By Mary Lee Talbot
Reposted from The Chautauquan Daily
Slow down, you move too fast.
You got to make the morning last.
Just kicking down the cobble stones.
Looking for fun and feelin’ groovy.
Ba da, Ba da, Ba da, Ba da … Feelin’ groovy.
The Very Rev. Tracey Lind led the congregation in singing the first verse from Simon and Garfunkel’s “59th Street Bridge Song (Feelin’ Groovy)” at the beginning of the Friday morning Devotional Hour.
“At Chautauqua, you slow down and have meaningful conversations, you look at life and God from different perspectives and you rest and are refreshed; it has been a time of Sabbath,” she said. “This morning, we will look at the radical commandment of keeping Sabbath.”
Her scripture was Exodus 20:8-11, and “Keeping Sabbath” was her title.
Lind once invited a group of clergy for an Easter Sunday brunch. As the clergy enjoyed Bloody Marys and eggs Benedict, they began to brag about how busy they had been during Holy Week and Easter.
“There was a new rector who won this clergy Olympics. She had led 15 services, written and delivered seven sermons, led three Bible studies, took communion to 12 shut-ins, visited six people in the hospital, located the lost Pascal candle, baked the Communion bread, referred a fight in the flower guild, laundered her vestments and cleaned her office. She even went to the mandatory diocesan clergy service where clergy renew their vows to live a wholesome life as an example to all people,” Lind said.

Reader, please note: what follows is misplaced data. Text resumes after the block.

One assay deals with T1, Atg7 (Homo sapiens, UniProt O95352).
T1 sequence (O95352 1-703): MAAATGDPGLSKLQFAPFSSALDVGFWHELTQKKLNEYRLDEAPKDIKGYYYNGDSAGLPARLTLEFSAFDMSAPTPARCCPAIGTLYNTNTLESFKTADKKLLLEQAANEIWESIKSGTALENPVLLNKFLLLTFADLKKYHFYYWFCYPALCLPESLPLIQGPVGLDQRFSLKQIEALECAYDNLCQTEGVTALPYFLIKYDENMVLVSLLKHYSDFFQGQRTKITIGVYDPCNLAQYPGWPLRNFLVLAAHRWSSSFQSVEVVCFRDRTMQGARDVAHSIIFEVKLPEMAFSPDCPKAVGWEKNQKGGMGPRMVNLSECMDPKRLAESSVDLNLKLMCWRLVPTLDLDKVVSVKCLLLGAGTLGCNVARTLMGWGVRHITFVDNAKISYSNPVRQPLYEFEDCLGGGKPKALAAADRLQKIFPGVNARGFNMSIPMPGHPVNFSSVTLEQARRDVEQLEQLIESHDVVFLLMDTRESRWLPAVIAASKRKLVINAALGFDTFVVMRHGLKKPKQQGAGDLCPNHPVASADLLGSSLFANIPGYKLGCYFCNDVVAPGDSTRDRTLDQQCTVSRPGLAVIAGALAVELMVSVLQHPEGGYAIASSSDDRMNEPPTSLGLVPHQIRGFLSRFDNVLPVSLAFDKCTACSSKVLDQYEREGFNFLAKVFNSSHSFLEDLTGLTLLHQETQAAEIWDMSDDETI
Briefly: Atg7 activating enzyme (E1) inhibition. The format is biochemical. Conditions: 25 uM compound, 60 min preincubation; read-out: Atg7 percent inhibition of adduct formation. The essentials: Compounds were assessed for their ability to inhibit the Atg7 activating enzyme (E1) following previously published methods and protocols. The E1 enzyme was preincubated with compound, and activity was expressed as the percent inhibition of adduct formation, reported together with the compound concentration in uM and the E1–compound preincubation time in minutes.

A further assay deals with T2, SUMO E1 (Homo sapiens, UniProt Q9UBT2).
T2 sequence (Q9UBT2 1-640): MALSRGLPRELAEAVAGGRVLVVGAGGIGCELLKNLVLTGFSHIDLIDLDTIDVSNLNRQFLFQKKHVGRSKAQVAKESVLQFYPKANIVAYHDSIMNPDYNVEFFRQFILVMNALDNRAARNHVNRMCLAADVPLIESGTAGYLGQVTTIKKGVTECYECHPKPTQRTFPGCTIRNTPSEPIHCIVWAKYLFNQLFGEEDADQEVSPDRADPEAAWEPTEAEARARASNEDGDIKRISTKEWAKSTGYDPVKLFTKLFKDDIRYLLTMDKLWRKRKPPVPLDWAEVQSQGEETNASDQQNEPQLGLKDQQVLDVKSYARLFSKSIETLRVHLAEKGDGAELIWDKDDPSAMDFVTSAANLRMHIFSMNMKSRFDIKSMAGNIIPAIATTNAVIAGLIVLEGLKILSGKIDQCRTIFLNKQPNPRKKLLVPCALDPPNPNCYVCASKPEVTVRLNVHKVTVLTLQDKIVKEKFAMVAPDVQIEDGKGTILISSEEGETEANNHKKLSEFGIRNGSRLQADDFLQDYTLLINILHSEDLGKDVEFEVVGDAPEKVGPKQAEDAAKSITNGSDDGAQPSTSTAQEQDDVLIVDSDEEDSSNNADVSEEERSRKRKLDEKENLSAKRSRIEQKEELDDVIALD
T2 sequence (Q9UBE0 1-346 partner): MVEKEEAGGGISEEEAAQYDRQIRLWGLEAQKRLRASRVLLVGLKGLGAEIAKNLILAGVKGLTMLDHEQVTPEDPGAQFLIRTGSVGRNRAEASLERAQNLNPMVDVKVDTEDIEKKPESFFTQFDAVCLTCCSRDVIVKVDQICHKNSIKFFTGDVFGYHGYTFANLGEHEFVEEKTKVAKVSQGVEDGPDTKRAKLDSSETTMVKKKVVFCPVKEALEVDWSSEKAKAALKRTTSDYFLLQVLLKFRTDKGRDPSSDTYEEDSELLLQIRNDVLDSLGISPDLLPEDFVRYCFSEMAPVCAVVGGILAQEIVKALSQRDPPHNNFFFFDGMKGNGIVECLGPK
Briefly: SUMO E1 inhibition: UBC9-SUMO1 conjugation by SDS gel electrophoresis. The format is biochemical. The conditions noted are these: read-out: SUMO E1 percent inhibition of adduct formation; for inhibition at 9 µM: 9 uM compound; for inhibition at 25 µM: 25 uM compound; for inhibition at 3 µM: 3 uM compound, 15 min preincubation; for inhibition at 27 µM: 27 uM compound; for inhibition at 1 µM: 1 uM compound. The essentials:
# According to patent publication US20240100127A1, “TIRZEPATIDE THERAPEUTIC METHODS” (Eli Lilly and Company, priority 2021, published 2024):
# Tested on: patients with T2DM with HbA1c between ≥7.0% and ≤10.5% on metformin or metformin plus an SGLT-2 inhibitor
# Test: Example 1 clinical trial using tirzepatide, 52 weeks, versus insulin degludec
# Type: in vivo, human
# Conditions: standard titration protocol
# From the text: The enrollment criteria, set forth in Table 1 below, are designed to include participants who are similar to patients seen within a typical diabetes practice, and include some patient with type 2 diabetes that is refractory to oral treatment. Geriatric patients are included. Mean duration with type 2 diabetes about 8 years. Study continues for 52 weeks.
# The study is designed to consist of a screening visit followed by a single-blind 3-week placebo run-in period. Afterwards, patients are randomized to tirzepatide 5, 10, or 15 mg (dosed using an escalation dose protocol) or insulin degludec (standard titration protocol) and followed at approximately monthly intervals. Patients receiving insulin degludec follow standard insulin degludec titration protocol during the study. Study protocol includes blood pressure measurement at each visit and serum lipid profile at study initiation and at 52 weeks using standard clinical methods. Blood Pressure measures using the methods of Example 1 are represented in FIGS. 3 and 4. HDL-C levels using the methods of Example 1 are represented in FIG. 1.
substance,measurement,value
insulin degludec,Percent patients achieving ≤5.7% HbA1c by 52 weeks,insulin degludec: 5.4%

“This was not me, but like the rest, I thought, ‘Did I work hard enough?’ Our sense of accomplishment, relief and exhaustion was defined by work as if we would be more rewarded with money, and status and God’s approval,” she said. “This is deeper than the Puritan work ethic. We are like the Energizer Bunny, and it does not have to be that way.”
God rested on the seventh day and gave us a weekly day of rest. Sabbath, Shabbat, comes from the Hebrew word for “rest.”
“The Creator rested on the seventh day, and this was part of creation; the Creator rested and was refreshed,” Lind said.
She quoted Jurgen Moltmann that in creation, God came out of God’s self, and in resting, God retreated into God’s self. In creation, God was in relationship with the creation, and in rest, God gave creation rest.
“God acknowledges creation as family, and we honor creation by acknowledging God as the sole creator,” she said.
In the Ten Commandments in Exodus, God was speaking to a newly liberated people.
“Slaves do not own their time. Keeping Sabbath is a privilege and duty that comes with freedom. It is the unique expression of the spirit of Judaism. This is a perpetual covenant, not just with Israel, but with their animals, their land and their slaves,” she said.
“This is at the root of the call to justice, that men and women who work hard get rest, that children who are at the mercy of adults get rest, that there is recovery for animals that work hard. As Rabbi (Arthur) Waskow has taught me, this is wise environmental policy. Walter Brueggemann has said that Sabbath is an antidote to the anxiety about the fragility of the world.”